IS THE GOVERNMENT LYING ABOUT THE ECONOMY? The Committee for Responsible Government (CRFB) just announced that new jobs didn’t grow as fast as President Trump and the Bureau of Labor Statistics reported.  The CRFB reports that new jobs did not grow at 223,000 monthly, but more like 170,000 to 180,000 a month. That is about the same grown as the Obama years.  Interestingly, this announcement quickly disappeared from my news summary on my phone. This makes me wonder about other government reports such as GDP.

Maybe growth has been slower than reported for 2017-2018? Forecasts show that GDP growth for the next 3 years will grow at only about 2% annually. the current forecast calls for slower growth along with increased spending, which will cause the annual deficit to grow at about $1 trillion a year according to the Congressional Budget Office. If we see slower growth than this, the annual deficit will be larger than $1 trillion!

NOW WHAT? According to Keynesian economic theory, during period of increased growth a government is to increase interest rates, lower deficits, increase taxes and decrease spending. During ‘bad times’ a government stimulates an economy by lowering interest rates, decreasing taxes, increases spending and thereby increasing the deficit. The Trump administration has already done these things. Spending and the deficit are at record highs, interest rates are at record lows and the largest tax cut in history has been given to corporations and the top 1%. That tax cut only gave a 2 quarter upside blip to growth. Now what?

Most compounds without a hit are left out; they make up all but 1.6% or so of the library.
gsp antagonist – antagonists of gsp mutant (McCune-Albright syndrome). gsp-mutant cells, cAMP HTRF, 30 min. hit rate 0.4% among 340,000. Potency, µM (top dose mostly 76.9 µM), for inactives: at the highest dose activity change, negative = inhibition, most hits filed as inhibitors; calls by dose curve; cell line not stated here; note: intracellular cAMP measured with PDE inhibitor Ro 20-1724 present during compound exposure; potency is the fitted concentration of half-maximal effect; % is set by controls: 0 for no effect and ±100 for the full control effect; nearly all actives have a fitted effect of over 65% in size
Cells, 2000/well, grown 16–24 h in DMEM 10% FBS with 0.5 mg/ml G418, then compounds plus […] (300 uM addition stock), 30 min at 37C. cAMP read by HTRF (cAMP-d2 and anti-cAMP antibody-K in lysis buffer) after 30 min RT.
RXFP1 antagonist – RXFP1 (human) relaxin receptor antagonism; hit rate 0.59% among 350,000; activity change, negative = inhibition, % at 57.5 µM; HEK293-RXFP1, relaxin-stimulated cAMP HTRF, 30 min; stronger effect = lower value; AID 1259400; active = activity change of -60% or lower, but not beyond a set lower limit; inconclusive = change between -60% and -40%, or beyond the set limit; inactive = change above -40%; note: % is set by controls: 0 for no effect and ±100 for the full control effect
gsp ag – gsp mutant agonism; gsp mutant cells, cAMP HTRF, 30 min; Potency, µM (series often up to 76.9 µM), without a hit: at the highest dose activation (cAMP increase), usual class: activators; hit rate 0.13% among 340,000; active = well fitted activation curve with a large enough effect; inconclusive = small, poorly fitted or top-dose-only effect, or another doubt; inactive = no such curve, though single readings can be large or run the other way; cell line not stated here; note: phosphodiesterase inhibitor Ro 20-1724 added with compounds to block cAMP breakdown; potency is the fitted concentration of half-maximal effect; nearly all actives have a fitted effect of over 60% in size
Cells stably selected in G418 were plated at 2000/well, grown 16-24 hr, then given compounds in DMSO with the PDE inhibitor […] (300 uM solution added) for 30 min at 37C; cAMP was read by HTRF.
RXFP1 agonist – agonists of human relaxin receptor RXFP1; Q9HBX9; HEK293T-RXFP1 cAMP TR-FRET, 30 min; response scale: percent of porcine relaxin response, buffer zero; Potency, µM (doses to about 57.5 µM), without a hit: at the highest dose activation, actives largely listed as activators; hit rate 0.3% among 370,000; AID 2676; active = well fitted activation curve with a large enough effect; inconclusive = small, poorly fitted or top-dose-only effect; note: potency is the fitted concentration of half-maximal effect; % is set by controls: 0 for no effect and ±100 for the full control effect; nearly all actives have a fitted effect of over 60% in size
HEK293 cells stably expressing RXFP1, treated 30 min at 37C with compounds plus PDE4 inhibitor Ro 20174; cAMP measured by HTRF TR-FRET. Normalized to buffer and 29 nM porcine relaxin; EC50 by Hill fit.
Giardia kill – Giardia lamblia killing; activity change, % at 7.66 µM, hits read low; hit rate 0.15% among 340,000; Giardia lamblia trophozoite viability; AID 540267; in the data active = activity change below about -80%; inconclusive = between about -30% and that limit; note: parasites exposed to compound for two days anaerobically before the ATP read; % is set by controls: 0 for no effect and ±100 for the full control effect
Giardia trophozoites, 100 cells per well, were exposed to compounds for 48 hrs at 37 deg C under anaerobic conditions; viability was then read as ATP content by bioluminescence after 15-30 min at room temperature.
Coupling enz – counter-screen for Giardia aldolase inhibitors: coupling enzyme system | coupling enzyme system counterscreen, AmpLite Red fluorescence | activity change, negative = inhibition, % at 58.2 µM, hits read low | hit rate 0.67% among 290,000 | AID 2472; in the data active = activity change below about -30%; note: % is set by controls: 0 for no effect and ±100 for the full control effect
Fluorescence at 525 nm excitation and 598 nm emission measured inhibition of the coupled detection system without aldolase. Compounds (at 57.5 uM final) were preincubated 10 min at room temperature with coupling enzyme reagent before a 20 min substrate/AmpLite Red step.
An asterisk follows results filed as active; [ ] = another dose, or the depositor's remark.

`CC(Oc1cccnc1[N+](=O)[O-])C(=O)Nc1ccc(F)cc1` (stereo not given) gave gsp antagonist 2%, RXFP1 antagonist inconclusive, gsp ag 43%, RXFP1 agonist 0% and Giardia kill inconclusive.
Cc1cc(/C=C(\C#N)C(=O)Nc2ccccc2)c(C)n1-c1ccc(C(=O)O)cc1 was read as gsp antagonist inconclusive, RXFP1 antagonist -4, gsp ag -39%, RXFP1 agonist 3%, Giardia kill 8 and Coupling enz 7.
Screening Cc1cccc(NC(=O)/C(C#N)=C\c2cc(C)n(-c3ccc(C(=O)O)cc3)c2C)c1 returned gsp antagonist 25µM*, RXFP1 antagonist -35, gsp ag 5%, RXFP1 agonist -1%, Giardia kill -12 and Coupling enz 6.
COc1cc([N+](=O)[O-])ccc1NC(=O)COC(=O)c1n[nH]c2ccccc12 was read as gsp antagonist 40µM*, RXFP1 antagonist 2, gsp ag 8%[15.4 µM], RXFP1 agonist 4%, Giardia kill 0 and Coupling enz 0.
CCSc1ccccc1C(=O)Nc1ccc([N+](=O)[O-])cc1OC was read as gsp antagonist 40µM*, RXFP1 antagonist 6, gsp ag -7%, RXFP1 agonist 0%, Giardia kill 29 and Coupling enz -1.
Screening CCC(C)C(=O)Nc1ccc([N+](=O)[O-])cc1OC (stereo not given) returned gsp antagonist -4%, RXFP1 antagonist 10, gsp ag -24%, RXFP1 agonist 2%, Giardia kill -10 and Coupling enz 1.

LAYOFFS AND RETAIL CLOSINGS! GM has ordered plant closing in Oshawa Ohio and Lordstown that will eliminate thousands of jobs. US Steel announced it will close down blast furnaces in Detroit and Gary. Money Wise indicates that 43 major stores will be closing retail stores, including Nostrums, Macey’s, Target, Kohl’s, Lord and Taylor, Barneys and Walmart. All are closing anywhere from 4 to 17 retail stores. Malls and retail are a thing of the past.

OUT OF BULLETS?  I believe the rising wave of red ink  limits the federal government’s ability to provide stimulus in the event of an economic downturn. There are no conservative left in the Republican Party. They are all Trump Republicans and will rise and fall with his success on the economy and jobs, jobs, jobs!

Carl M Birkelbach

From Letter #726 Revised

Bear Market Alert! Credit Swiss hit a 30 year low at 10.23 Barclays PLC Bank just hit a 10 year low at $6.78. BNP Paribas Bank is right at its 5 year low at 39.55.. Deutsche Bank has been the canary in the coal mine as it has gone from 146 in 2007 to a low of 6.61 in June and is now 6.95!  Wells Fargo bank is close (45.33) ino breaking a 5 year low at 44.31. FXI China Large Cap is now at a new 2 tear low at 38.12. Caterpillar is at its five year low 116.07. Exxon is close (69.33) to breaking below a 5 year low at 68.12. Gold has a new 5 year high.